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The Fourth Amendment Warrant Requirement

Once the Fourth Amendment applies to a particular search or seizure, the next question is under what circumstances is a warrant required. The Supreme Court has ruled that the Constitution expresses a preference for searches, seizures, and arrests conducted pursuant to a lawfully executed warrant (see Mincey v. Arizona, 437 U.S. 385 [1978]). A warrant is a written order signed by a court authorizing a law-enforcement officer to conduct a search, seizure, or arrest. Searches, seizures, and arrests performed without a valid warrant are deemed presumptively invalid, and any evidence seized without a warrant will be suppressed unless a court finds that the search was reasonable under the circumstances.

An application for a warrant must be supported by a sworn, detailed statement made by a law enforcement officer appearing before a neutral judge or magistrate. The Supreme Court has said that probable cause exists when the facts and circumstances within the police officer's knowledge provide a reasonably trustworthy basis for a man of reasonable caution to believe that a criminal offense has been committed or is about to take place (see Carroll v. United States, 267 U.S. 132 [1925]). Probable cause can be established by out-of-court statements made by reliable police informants, even though those statements cannot be tested by the magistrate. However, probable cause will not lie where the only evidence of criminal activity is an officer's affirmation of suspicion or belief (see Aguilar v. Texas, 378 U.S. 108 [1964]). On the other hand, an officer's subjective reason for making an arrest does not need to be the same criminal offense for which the facts indicate. (Devenpeck v. Alford, 543 U.S. 146 [2004]).

Probable cause will not lie unless the facts supporting the warrant are sworn by the officer as true to the best of his or her knowledge. The officer's oath can be written or oral, but the officer must typically swear that no knowing or intentionally false statement has been submitted in support of the warrant and that no statement has been made in reckless disregard of the truth. Inaccuracies due to an officer's negligence or innocent omission do not jeopardize a warrant's validity.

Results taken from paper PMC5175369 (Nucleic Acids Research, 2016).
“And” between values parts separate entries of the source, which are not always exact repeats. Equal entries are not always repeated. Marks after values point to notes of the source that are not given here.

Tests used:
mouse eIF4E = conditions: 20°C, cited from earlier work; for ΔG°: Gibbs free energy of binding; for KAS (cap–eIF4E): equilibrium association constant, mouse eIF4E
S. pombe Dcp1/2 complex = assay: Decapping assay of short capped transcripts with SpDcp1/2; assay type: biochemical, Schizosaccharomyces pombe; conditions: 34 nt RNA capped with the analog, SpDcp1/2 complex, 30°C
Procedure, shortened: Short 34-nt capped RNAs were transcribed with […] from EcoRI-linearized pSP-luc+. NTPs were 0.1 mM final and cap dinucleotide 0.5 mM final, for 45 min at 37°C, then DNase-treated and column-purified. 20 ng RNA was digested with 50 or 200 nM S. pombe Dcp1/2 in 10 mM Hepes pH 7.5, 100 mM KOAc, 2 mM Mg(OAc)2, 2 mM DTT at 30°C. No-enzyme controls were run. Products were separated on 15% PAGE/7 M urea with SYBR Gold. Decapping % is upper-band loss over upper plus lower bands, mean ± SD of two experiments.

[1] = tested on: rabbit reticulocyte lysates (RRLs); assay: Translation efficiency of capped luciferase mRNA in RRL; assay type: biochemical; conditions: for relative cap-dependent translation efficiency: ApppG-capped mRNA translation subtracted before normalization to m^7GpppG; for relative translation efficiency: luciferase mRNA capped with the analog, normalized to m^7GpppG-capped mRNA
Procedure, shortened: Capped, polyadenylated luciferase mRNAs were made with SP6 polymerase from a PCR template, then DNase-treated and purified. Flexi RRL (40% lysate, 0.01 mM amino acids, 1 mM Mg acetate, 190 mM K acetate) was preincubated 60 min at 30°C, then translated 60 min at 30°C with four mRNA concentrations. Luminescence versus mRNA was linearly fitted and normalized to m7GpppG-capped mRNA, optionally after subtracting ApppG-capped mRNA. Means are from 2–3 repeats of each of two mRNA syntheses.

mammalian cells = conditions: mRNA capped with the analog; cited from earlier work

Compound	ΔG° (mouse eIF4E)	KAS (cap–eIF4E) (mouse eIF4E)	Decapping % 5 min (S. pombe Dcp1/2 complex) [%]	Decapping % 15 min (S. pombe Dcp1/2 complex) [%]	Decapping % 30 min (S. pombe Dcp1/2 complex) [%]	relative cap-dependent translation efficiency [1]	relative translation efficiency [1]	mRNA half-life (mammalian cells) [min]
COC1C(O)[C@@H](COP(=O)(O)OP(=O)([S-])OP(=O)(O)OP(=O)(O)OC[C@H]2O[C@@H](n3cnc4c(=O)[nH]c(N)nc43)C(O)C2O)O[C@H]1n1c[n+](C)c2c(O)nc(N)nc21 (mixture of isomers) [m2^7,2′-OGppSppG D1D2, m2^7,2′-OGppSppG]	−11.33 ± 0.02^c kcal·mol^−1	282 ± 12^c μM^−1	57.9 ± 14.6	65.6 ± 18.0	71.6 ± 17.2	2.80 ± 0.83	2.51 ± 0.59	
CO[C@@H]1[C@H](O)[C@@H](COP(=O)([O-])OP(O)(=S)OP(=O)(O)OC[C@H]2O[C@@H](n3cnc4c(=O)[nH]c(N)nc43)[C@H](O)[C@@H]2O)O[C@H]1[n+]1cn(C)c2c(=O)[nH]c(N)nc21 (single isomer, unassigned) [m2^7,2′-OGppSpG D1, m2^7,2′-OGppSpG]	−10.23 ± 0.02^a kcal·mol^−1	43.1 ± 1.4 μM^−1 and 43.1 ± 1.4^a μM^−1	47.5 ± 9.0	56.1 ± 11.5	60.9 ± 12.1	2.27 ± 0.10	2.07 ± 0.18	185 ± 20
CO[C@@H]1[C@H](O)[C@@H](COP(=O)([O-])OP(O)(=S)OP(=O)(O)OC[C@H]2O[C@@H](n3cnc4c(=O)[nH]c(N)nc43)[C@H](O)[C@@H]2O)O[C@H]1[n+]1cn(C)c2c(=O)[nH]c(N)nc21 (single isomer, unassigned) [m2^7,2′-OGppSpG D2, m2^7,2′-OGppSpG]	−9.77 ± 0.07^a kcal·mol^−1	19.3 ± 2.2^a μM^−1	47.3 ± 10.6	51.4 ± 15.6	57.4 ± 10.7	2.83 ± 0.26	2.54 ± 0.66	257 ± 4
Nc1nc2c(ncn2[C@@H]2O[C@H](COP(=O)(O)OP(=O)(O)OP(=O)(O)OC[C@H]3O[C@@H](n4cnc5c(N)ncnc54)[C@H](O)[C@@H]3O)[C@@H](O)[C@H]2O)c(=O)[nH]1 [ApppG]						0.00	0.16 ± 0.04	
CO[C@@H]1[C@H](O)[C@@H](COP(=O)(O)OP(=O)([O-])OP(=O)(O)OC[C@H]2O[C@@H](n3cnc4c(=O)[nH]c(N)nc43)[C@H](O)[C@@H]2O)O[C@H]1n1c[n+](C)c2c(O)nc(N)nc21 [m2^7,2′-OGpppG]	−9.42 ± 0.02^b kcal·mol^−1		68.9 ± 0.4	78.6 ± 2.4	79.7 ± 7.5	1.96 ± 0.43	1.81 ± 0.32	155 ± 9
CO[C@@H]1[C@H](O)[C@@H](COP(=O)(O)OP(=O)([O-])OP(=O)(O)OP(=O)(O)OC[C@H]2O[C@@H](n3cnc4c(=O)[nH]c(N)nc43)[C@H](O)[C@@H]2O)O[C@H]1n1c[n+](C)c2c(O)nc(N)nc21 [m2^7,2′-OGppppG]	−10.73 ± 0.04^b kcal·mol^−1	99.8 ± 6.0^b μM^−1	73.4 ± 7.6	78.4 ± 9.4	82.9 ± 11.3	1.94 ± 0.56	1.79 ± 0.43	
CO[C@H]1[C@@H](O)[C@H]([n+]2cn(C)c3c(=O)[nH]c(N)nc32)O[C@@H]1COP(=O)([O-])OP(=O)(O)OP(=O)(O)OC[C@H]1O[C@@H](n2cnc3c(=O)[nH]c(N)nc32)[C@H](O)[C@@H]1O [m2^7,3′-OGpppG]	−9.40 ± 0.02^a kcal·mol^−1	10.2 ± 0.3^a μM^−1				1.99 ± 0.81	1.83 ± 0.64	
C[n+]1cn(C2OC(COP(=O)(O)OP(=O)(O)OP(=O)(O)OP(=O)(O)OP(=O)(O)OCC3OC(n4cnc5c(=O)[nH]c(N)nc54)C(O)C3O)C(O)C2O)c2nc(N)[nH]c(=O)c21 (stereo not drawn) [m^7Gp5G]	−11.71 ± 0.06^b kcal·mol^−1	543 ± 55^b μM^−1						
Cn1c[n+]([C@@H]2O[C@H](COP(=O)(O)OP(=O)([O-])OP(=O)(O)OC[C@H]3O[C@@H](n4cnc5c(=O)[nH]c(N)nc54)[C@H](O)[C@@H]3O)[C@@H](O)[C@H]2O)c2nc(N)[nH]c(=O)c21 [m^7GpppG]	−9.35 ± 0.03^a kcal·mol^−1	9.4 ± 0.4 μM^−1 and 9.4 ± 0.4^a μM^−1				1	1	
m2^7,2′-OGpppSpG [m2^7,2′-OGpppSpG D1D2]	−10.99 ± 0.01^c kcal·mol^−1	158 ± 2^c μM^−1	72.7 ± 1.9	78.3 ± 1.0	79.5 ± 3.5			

The Fourth Amendment requires not only that warrants be supported by probable cause offered by a sworn police officer, but it also requires that a warrant "particularly" describe the person or place to be searched or seized. Warrants must provide enough detail so that an officer with the warrant can ascertain with reasonable effort the persons and places identified in the warrant. For most residences a street address usually satisfies the particularity requirement, unless the warrant designates an apartment complex, hotel, or other multiple-unit building, in which case the warrant must describe the specific sub-unit to be searched. Warrants must describe individuals with sufficient particularity so that a person of average intelligence can distinguish them from others in the general population.

The magistrate before whom an officer applies for a warrant must be neutral and detached. This qualification means that the magistrate must be impartial and not a member of the "competitive enterprise" of law enforcement (see California v. Acevedo, 500 U.S. 565 [1991]). Thus, police officers, prosecutors, and attorney generals are disqualified from becoming a magistrate. States vary as to the requirements that candidates must possess before they will be considered qualified for the job of magistrate. Some states require that magistrates have an attorney's license, while others require only that their magistrates be literate.

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